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Hiking Pajarito

hiking pajarito mountain in los alamos, new mexico

The breathtaking beauty of the Jemez Mountains and Los Alamos has been, and continues to be, molded by the forces of nature. The remnants of volcanic activity, the Jemez Mountains are home to some of the most spectacular hikes in the state, including the Apsenola trail that leads you to the summit of Pajarito Mountain, with an elevation of 10,440 feet.

The Pajarito Environmental Education Center (PEEC) trail app allows you to search for a nearby trail that fits your hiking criteria. Looking for a short dog-friendly hike or an all-day trail run?  This app will tell you your options and exactly where to go. The app profiles dozens of trips at Pajarito Mountain, Los Alamos County, Bandelier National Monument, and the Valles Caldera National Preserve.

For more information please contact us at (505) 662-5725 or at [email protected].

 Walk-Up Only
Hike Uplift$10
  • Hiking Restrictions
  • Hiking Trails

Make sure you carefully plan and prepare for your hiking or backpacking trip before you take off for your adventure. During hours of operation, hiking is restricted to East Road, Aspeñola, and Aspen For Trouble.

Weather on the Jemez Mountains

The Jemez Mountains are subject to a wide range of climate conditions. Precipitation ranges from 20 inches (50 cm) in the lower area of the mountain to over 40 inches (100 cm) on the upper slopes. Temperatures fluctuate greatly from night to day.

Precautions should be taken to avoid being caught on exposed peaks and ridge tops during northern New Mexico’s regular summer thunderstorms. Plan ahead: watch approaching storms and get to a safe area before the storms hit. The safest places to be, if you do get caught in a storm, are forested areas away from ridge tops, ledges, rock outcroppings, or the tallest trees.


Several factors make it necessary to implement some restrictions — the fragile habitat of the mountains a threatened plant species, the Jemez Mountains wilderness designation, and the municipal watershed for the City of Los Alamos.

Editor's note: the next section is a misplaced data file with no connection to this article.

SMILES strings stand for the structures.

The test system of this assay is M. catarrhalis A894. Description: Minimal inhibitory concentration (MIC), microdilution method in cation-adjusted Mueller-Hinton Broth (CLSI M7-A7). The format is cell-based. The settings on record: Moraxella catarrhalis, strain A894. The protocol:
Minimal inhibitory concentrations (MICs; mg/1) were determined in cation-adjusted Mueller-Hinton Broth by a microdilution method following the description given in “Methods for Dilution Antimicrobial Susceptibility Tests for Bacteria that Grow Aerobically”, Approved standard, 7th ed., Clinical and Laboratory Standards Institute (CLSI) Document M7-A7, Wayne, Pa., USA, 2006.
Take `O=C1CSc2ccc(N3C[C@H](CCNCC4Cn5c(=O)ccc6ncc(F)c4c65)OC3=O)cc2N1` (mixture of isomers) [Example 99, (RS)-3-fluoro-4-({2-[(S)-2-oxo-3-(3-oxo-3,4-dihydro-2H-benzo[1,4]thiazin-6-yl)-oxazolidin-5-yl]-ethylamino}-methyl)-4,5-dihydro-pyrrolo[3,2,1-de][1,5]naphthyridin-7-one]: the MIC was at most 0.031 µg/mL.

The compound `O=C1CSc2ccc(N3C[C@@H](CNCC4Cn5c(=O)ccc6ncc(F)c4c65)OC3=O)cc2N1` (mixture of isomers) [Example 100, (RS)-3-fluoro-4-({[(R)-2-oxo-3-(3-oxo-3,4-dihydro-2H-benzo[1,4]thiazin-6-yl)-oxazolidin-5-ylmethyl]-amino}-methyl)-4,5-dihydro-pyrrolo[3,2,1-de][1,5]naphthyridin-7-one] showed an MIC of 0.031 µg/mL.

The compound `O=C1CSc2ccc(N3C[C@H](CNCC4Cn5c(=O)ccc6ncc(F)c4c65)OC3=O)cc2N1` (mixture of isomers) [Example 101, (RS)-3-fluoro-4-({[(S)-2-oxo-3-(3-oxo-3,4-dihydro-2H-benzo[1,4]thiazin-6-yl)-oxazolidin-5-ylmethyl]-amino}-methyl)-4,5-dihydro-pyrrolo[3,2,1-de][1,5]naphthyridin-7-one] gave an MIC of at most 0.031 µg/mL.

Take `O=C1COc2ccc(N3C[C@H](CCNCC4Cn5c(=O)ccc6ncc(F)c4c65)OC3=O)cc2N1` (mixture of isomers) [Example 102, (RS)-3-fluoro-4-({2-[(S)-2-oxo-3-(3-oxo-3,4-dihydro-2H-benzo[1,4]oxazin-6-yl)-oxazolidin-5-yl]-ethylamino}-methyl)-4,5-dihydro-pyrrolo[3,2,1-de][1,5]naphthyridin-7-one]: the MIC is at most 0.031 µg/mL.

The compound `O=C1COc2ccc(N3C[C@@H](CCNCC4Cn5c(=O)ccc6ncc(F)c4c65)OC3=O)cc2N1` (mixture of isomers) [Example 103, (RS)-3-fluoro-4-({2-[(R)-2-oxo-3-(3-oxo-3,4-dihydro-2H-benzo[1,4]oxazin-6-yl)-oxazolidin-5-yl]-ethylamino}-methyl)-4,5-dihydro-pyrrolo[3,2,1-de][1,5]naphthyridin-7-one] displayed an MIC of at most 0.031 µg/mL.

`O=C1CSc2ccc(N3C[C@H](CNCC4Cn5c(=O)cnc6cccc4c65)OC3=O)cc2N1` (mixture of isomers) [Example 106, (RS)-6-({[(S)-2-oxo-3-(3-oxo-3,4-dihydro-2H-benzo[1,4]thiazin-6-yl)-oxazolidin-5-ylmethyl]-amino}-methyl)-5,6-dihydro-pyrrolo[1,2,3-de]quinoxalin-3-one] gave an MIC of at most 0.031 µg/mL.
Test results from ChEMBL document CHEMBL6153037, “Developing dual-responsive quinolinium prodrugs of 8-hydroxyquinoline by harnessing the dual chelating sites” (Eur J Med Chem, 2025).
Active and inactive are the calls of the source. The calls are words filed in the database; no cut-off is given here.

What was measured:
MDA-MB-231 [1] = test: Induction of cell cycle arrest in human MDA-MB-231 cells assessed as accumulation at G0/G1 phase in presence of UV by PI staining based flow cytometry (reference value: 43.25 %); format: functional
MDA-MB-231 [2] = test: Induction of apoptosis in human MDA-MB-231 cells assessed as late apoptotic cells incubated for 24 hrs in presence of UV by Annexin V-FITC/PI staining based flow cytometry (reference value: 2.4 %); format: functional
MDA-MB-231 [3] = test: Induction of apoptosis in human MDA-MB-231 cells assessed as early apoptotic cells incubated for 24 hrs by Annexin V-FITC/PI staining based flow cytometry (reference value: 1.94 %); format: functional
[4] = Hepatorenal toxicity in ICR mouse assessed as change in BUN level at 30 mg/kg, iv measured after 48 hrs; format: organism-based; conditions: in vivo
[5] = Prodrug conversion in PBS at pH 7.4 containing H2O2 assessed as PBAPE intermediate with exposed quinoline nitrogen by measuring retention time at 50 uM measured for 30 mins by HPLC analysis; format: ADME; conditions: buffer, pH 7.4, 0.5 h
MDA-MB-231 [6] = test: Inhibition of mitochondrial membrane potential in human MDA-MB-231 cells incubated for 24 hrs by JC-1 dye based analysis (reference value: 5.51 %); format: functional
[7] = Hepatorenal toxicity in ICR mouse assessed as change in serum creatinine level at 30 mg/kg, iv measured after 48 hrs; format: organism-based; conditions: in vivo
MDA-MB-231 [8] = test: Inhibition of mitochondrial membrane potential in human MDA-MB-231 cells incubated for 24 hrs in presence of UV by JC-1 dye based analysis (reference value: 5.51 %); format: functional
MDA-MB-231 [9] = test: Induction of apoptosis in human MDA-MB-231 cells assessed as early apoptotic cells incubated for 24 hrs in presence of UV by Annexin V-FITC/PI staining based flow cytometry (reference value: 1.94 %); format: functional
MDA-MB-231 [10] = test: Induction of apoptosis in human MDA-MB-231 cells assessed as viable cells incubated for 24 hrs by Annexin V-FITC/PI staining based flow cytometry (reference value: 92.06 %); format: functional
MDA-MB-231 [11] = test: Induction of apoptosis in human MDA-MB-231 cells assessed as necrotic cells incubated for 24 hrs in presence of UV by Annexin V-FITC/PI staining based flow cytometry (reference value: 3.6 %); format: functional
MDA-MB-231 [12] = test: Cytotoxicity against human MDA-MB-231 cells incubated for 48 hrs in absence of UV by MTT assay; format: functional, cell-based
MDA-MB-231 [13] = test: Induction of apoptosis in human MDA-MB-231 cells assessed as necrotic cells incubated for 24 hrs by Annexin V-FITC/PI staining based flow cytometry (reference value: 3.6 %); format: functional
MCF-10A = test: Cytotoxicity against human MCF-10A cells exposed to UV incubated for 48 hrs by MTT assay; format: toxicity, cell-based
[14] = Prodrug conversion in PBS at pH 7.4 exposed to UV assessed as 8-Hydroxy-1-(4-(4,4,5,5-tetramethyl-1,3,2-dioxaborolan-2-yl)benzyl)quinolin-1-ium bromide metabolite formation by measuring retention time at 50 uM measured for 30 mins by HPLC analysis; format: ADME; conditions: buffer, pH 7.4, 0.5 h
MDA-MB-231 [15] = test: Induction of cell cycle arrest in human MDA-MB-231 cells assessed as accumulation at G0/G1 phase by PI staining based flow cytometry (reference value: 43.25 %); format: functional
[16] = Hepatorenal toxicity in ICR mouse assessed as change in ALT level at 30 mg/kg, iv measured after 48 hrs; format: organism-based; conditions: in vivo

• Camping is not allowed on along Camp May Road except at the Camp May campground past the Main Lodge. 
  • Campfires are also prohibited in the same areas. Fires are allowed below 11,000 ft (3,352 m). Keep them small and use only wood which will burn completely to ash. Fires should be built on mineral soil. Take care to clear burnable material from the fire area. If you pack it in, please pack it out. Do not burn garbage, foil, cans, plastic, or nylon of any kind.
  • Artifacts and ruins are a major portion of the history and heritage of the Jemez Mountains. All items of this nature are protected by law against damage or removal. We request that you only look, admire and photograph these items.

Endangered species are located at Pajarito Mountain; therefore, hiking is restricted to designated trails only.

Follow the golden rule of no-trace hiking and camping: “Take only pictures, leave only footprints.”

  • Respect the land — do not cut switchbacks.
  • Avoid wet trails if possible and avoid making new trails.
  • Keep to the right of the trail — save the left for passing.
  • Downhill traffic yields to uphill traffic.
  • When in a group, do not block the trails; allow enough room for others.
  • Enjoy your hike and please be safe!

Make sure you read and understand restrictions in the Jemez Mountains Wilderness listed below.

Power Pass Resorts